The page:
The most striking aspect of this touching scene is how intimate it is. The silence enhances this feeling of privacy. We feel as if we’ve been given the gift of a rare peek into their private lives. Kate also has a beautiful rose bush and plaque with a lovely poem dedicated to Baby Jessica that speaks of acceptance and loss; of heartbreak but also of healing. Kate and trying to move on with her life. Though her drinking is destructive and her decision to adopt Esther has deadly consequences, both of these choices are Kate’s to make. No one else has the right to tell her what she should and should not do in the wake of a devastating loss. 

If Orphan was made today, it might have a much darker plot. Instead of being able to quietly grieve at home with her family, Kate might be accused of purposefully ending her pregnancy. She might have to spend the days and weeks of her recovery submitting to an invasive and humiliating investigation of her body and personal life.

Had my own miscarriage occurred today, I may have been prevented from taking the drug that I credit with preserving my ability to have children. After dragging myself up to the pharmacy window, I could have been met with judgment from a person who refused to give me the medication because of their own personal beliefs and the superiority given to them by a government determined to control my body. What Kate goes through in Orphan is a nightmare, but it would have been much worse if it happened today. 

In her diary Kate mentions having to carry a dead baby for sixteen days, living every minute, every second, with the pain of pregnancy knowing that a horrific moment awaits her in the near future. And that is what we are forcing women to do by denying them health care. Abortion is the fundamental right to choose what happens to our own bodies and it is a decision between a person who can get pregnant and their doctor. Everyone else is irrelevant.

Though the audience is positioned to support Kate, no one else in the film listens to her. She tells John, her therapist, anyone who will listen that something is wrong with Esther. And time after time, they ignore her. They tell her she’s crazy or simply refuse to believe her. This is what it’s like to be a female-identifying person in today’s America. It feels like no one is listening to us. No one cares what we want and no one trusts us to know what is right for our own lives.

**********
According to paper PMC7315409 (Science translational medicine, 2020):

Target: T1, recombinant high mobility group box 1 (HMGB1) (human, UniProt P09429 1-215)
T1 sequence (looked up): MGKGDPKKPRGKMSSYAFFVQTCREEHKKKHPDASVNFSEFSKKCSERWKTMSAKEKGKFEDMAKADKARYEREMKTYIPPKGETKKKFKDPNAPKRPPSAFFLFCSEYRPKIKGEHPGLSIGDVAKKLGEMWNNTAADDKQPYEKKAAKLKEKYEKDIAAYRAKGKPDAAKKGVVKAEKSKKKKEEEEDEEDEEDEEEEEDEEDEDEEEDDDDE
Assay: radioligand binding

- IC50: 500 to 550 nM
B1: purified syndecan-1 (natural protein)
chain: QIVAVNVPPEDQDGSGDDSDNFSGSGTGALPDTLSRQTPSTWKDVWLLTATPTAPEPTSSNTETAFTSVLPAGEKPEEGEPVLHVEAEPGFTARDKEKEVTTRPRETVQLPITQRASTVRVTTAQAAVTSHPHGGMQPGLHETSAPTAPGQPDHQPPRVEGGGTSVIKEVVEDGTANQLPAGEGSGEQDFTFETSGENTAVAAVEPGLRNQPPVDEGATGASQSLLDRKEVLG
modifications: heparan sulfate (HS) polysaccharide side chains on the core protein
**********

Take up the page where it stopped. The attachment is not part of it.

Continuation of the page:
In the jaw-dropping final twist, it turns out that Esther is not a child at all, but a woman in her 30s. Facing certain death, she reaches for Kate and asks “Mommy” for help. Kate responds by refusing and yelling, “I’m not your fucking mother!” It’s a shocking but ultimately empowering moment as Kate rejects the obligation to care for Esther simply because she is a woman. I do not owe motherhood to anyone and neither does Kate.

A fetus that grows in my body does not automatically have more rights than I do and this assumption is based on the patriarchal idea that women exist solely to create and care for children. But we do not. People who can get pregnant are under no mandate to do so and we will not be subjugated by the needs and demands of others. It sounds harsh to say, but the alternative is to give up control of our autonomy. They are our bodies and we will decide what we do with them. I have two beautiful children whom I love dearly but I chose to be their mother just like my mom chose to mother me. We do not owe our bodies to anyone. In Orphan, Kate rejects this assumption of control and chooses her own path to recovery, providing a moving example for all of us.